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Effervescent nu-disco act Bad Business Club present their second supremely refined full-length album, the deliciously sun-soaked and harmonically rich ‘Naked Neighbor’. Following several releases on the revered Midnight Riot, the Bad Business Club return with eight delicately honeyed cuts certain to ring out blissfully over pool-sides and ocean panoramas throughout the long hot summer and beyond. Informed by an irresistible blend of ‘Moroder-infused’ disco vibes, yacht rock flair, and understated nu-disco gloss, their sound is the aural embodiment of a gentle summer breeze. ‘Naked Neighbor‘ was written at a hilltop cottage in Puerto Rico, while examining the theme of leaving old baggage behind as they reflected on their break from everyday life in Brooklyn.
Named after the Puerto Rican house in which the album was recorded, the nu-disco energy of ‘Casa Soleada‘ bursts with good time vibes!
Please introduce yourself to our readers.
We’re a Nu Disco collective with a lot of contributors, but mainly consisting of Alex Vans (songwriter, and the guy writing this), Jackson Bell (guitarist, arranger), Sam Behr (vocals), and Max Azarmehr (drums/percussion). We started out as a pure throwback Yacht Rock band in New York City in 2017, playing our own Steely Dan inspired compositions, but after some fun introductions and collaborations from a few artists in the electronic scene like Morgan Wiley (Midnight Magic), FSQ, Chaz Bronz, and Woolfy, we moved in the direction of exploring the smoother side of electronic music, and have been making disco-inspired records ever since.
Tell us where you’re from and where you are now?
I’m originally from Virginia, US, which for outside of North America readers is about 400km south of New York. I met and started collaborating with Sam, Max, and Jackson after I moved to New York City in 2017, but everyone’s from all over the US. Sam hails from Florida, Jackson is from Los Angeles, and Max, Texas.
After the pandemic, I moved back to my hometown in Virginia, but with the rest of the band and our wider musical base in Brooklyn, and my frequent trips up there to record and perform, we still identify as a New York group.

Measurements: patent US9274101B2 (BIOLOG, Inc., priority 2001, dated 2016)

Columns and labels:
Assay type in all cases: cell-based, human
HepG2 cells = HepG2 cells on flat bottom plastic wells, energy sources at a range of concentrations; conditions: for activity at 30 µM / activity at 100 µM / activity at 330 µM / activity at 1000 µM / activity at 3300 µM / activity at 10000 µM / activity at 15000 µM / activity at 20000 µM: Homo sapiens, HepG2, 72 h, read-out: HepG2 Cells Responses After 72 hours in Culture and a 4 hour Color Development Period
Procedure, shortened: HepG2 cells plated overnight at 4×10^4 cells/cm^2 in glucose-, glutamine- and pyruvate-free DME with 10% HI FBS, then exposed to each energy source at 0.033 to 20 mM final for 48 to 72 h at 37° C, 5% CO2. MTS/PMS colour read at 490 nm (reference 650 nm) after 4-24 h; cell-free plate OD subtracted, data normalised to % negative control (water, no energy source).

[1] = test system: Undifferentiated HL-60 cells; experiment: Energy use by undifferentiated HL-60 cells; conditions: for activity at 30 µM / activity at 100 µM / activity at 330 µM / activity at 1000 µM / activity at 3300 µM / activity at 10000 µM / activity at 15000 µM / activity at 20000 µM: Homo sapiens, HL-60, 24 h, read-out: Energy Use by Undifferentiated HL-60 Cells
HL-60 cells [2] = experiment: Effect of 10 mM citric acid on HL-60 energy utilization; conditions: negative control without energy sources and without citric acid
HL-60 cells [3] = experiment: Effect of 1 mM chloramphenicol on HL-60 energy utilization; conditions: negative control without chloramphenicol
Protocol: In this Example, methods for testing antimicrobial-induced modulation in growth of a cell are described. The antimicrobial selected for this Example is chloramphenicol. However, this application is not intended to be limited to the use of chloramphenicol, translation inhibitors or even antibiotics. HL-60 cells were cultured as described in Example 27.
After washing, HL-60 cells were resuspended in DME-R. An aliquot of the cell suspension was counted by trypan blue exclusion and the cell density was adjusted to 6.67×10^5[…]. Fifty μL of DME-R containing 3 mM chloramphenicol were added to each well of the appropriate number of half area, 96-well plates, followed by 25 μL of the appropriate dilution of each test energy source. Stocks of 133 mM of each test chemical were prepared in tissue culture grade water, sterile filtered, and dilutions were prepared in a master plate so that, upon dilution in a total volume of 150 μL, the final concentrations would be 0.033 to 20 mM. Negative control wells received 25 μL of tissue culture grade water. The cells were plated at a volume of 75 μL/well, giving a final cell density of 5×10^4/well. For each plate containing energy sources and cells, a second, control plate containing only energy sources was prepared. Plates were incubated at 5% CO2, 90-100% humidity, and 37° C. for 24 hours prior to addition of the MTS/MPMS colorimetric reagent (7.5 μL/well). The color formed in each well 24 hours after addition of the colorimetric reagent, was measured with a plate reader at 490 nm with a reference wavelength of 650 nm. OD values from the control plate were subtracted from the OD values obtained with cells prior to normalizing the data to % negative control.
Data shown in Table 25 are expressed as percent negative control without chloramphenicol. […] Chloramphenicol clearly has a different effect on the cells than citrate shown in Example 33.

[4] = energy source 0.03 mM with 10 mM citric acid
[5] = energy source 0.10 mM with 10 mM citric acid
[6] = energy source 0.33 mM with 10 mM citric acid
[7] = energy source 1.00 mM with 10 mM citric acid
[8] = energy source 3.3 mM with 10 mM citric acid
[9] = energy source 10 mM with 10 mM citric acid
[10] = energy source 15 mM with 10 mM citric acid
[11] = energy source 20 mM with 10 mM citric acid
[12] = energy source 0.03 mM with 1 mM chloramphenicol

What are you looking forward to most this summer?
The release of Naked Neighbor on August 13th, and the subsequent Vinyl release (hitting stores in North America in September). We’ve been hard at work getting our 7-piece live act together and tightening up our live set when we start playing live in November.
Other than that, enjoying writing music and enjoying nature in my hometown.
Talk us through your new album Naked Neighbor..
The album is basically about examining the theme of leaving old baggage behind and trying to be at peace with the regrets over people you miss that are no longer in your life. Flip me Over can be distilled into starting a new relationship, and all the excitement and confusion that goes along with it, where Tired of Being Over You fast forwards to an attempt to wash away an old flame from another life.
Too Hot to Tame (Prelude) is actually a remix of Runnin’ from you from Cole Odin, but he made it so unique, I felt it went beyond a remix and deserved its own unique space in the album, where Runnin’ from You is all about the interplay of Sam and my vocals and talking about two friends or lovers trying to maintain distance. Casa Soleada is a good-time disco tune where the music hides some melancholy lyrics, and Reflections to meditates over the album’s theme of leaving old baggage behind.
Early Morning Hours functions as a conclusion to the theme, finally being at peace with being alone and starting fresh. Woolfy’s Summer Sunshine Version of ‘Flip me Over’ is kind of an epilogue in style, with stripped sonics allowing space for the soothing vocals to breathe before astral synths add a fresh sheen to the groove.
Do you have a particular production process that you follow?
With our new stuff, we wanted to approach it from a perspective of everyone focusing on their individual strengths. I start alone with the skeleton of the song. I focus on only the lyrics, vocal melody, and chord progression, doing my best not to influence the vibe toward any particular style.
I then bring the bare-bones demo to our producer Morgan Wiley and the rest of the band. Jackson, Morgan, and Max collaborate on fleshing out the demo by engineering a rhythmic feel and an instrumental arrangement, while Sam adds her incredible vocal talents.
Once the demo process is done, we get in the studio and play our live instruments over the demo. Finally, we spend a whole day per song solely on vocal performances to really nail down the vocal interplay between Sam and me.